There is a moment on every holiday with a toddler when your briefly wonder whether you’ve made a terrible mistake. My most recent one came when I attempted to drink a cup of glühwein at a Christmas market in Berlin while my overtired child, who was strapped to my chest in a baby carrier, thrashed around and screamed.
“I am on holiday. It’s December. It’s festive. I will drink my festive wine!” I said to myself. I put the mug to my lips. The Popple threw herself backwards and howled. I handed the mug to Adrian and gave up.
Adrian and I took a lot of pre-baby city breaks. We never had enough money for week-long cruises or resort stays, but we could swing a cheap Ryanair flight and a few nights in a budget hotel. We mostly travelled in winter, because that’s when everything was cheapest. We’ve seen lots of European cities at their crappiest, and they were still amazing. Amsterdam. Paris. Brussels. Dublin. Oslo.
Oslo was especially nice, since we went in early December when everything was just getting Christmassy. That’s what I pictured when I suggested that we take the Popple to Berlin. I imagined the three of us wandering around the Christmas markets in the chilly air, each of us holding one of her little mittened hands.
Rule #1 of a winter city break with a toddler: They will not wear their mittens.
They may agree to wear their woolly hat, but only briefly, after which they will decide that it’s THE WORST THING EVER and pull it off the second you put it on.
You didn’t even bother to pack their snowsuit, because they cry whenever they see it.
They will get cranky because they’re cold. You will explain to them that they wouldn’t be so cold if they would just wear their mittens. They will not respond to your logic, because toddlers have their own sense of logic which is f***ing incomprehensible to the rest of us.
Rule #2 of a winter city break with a toddler: You will not wander.
It’s cold, remember, and your child is probably mittenless and hatless. Forget aimlessly exploring the city streets, discovering hidden cafes and cozy little pubs – plan some good indoor activities. But not too many activities.
Rule #3 of a winter city break with a toddler: If you try to do too much, you’re pretty much asking for a very epic meltdown in a very quiet museum.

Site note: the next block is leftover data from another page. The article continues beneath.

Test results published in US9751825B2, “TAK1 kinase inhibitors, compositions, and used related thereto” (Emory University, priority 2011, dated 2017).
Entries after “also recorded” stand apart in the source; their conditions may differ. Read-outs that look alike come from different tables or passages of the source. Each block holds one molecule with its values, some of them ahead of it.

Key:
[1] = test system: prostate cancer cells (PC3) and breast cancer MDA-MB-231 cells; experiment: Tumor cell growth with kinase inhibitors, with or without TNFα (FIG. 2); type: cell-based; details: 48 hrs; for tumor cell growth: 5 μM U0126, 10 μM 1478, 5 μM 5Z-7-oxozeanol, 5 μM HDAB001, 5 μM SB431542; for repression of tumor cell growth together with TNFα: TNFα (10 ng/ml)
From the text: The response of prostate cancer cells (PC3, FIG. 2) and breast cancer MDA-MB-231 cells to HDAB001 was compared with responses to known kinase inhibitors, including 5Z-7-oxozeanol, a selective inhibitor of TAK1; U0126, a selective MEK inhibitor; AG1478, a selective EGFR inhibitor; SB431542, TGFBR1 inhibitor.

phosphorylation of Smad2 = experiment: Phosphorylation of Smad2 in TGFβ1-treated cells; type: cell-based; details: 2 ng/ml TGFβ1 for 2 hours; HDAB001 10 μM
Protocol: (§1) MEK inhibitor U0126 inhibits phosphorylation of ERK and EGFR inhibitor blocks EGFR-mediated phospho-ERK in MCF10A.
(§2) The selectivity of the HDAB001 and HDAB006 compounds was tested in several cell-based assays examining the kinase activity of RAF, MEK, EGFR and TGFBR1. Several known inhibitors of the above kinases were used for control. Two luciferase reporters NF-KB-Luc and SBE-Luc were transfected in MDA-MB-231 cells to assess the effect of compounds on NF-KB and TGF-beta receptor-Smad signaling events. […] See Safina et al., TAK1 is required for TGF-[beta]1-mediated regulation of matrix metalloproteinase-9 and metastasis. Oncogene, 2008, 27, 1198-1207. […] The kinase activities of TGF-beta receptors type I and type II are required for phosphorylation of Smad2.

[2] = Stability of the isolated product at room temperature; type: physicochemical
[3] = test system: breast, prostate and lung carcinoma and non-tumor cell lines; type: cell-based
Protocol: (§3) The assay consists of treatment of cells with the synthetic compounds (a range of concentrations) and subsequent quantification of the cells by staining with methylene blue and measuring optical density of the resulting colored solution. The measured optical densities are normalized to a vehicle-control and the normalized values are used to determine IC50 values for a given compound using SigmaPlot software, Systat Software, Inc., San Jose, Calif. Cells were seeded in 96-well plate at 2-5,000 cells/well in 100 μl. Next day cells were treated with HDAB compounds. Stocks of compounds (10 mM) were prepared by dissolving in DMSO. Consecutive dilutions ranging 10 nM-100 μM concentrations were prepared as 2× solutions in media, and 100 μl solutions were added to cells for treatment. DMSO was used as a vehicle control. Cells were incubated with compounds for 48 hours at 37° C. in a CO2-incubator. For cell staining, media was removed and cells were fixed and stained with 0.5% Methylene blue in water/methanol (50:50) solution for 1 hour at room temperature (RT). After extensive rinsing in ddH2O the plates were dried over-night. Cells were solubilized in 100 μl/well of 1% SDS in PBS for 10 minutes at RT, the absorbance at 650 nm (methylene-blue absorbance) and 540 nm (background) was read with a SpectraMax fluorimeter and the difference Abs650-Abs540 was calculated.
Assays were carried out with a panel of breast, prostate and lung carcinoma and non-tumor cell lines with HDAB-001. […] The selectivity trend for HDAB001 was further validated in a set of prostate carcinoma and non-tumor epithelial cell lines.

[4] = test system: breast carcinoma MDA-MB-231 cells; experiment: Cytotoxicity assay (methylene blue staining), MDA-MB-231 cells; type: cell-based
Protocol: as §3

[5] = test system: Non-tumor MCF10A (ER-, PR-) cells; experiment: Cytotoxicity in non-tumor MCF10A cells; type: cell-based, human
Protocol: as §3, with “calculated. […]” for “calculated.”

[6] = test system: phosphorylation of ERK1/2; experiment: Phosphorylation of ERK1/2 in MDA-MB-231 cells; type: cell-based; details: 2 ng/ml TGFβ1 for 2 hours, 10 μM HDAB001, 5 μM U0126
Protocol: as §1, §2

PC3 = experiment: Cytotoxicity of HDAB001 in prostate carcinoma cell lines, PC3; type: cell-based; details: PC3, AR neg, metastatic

Choose two activities max per day – one first thing in the morning (you’ll be up at 6am, after all) and one in the afternoon. Any more than that and your toddler will get overstimulated and lose it.
Try to keep the museum-ing to a minimum, since museums involve a lot of walking and aren’t usually very interesting to toddlers. That being said, the Popple did seem to enjoy the Jewish Museum in Berlin – maybe a bit too much. We sat down with a group of other tourists to watch a video about the persecution of Jews during the Middle Ages, and the Popple ran in front of the screen and started dancing.
I was mortified, but also kind of relieved that she was enjoying herself quietly. She waved her stuffed bunny around in a circle. I learned some history. We were both winning pretty hard, I think.
Rule #4 of a winter city break with a toddler: F*** naps.
Most toddlers have one longish nap right in the middle of the day, like they’ve been specially designed to be as inconvenient as possible.
Getting in that all-important nap is especially hard when you’re travelling. If you’re lucky enough to have a toddler who will sleep in a stroller, maybe they can nap while you push them around and do a bit of sightseeing.
If your child (like mine) screams whenever they see a pushchair, you can try sticking them in a baby carrier and hope that they nod off. If they manage to sleep, your toddler will thank you. Your back most definitely will not.
Or just give up on the nap all together and pray that they can make it to bedtime without totally losing their minds.
Rule #5 of a winter city break with a toddler: Nightlife? What nightlife?
Many European cities really come to life at night, but when it’s cold as balls and you’re travelling with a toddler, you’ll be back at your holiday apartment by 4:30pm every day.
No restaurants. No pubs. No clubs. You will, however, get to share a bottle of the local plonk with your other half very quietly after the toddler has gone to sleep.
Rule #6 of a winter city break with a toddler: Forget your expectations. Just go with it.
Yeah, taking a city break with a toddler is hard, especially in the winter. You won’t get to see nearly as much of the city as you want to, but here’s what you will get to see:
Your kid taking it all in.
They may not remember all the culture you’re exposing them too, but it’s shaping them in ways that you can’t even recognise yet. After all, travel does all kinds of great stuff to the brain. The Popple said her first sentence while we were in Berlin, and it’s probably because the experience kicked her little brain into gear.
I mean, how how could your mind not be blown by this?